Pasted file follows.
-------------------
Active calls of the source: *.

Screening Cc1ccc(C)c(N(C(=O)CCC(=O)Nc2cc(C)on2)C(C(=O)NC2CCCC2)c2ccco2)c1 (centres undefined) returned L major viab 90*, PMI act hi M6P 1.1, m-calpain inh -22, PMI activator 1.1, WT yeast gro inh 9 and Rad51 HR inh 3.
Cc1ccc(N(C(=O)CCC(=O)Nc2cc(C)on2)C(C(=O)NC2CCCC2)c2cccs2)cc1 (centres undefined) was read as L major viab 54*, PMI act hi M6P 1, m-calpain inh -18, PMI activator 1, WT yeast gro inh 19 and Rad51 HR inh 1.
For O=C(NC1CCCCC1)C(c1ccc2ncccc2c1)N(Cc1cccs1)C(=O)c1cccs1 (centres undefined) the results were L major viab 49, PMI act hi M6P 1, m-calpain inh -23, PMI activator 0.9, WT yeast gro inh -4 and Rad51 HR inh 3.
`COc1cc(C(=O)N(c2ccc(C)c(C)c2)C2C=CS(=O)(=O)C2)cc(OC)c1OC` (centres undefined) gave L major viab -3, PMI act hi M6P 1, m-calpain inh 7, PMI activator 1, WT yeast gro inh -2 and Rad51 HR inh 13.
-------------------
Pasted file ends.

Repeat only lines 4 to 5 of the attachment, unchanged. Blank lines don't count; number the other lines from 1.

For O=C(NC1CCCCC1)C(c1ccc2ncccc2c1)N(Cc1cccs1)C(=O)c1cccs1 (centres undefined) the results were L major viab 49, PMI act hi M6P 1, m-calpain inh -23, PMI activator 0.9, WT yeast gro inh -4 and Rad51 HR inh 3.
`COc1cc(C(=O)N(c2ccc(C)c(C)c2)C2C=CS(=O)(=O)C2)cc(OC)c1OC` (centres undefined) gave L major viab -3, PMI act hi M6P 1, m-calpain inh 7, PMI activator 1, WT yeast gro inh -2 and Rad51 HR inh 13.